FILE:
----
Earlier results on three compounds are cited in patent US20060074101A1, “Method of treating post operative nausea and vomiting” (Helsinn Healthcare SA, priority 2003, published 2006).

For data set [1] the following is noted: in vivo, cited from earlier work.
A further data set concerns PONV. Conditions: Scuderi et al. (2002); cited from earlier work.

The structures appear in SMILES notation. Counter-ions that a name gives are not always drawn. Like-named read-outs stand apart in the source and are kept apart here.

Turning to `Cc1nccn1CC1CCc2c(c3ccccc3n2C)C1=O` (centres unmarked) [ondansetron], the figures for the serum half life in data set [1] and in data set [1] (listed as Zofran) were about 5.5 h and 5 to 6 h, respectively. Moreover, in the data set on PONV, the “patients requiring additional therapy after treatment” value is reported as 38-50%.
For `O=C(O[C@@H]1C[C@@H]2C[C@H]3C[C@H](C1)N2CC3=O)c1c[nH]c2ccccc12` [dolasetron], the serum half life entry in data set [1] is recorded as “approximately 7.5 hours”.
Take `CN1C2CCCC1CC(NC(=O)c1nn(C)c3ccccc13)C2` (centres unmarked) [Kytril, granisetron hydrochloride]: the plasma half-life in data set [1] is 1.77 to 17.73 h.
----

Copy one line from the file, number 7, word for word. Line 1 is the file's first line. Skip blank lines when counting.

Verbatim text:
Take `CN1C2CCCC1CC(NC(=O)c1nn(C)c3ccccc13)C2` (centres unmarked) [Kytril, granisetron hydrochloride]: the plasma half-life in data set [1] is 1.77 to 17.73 h.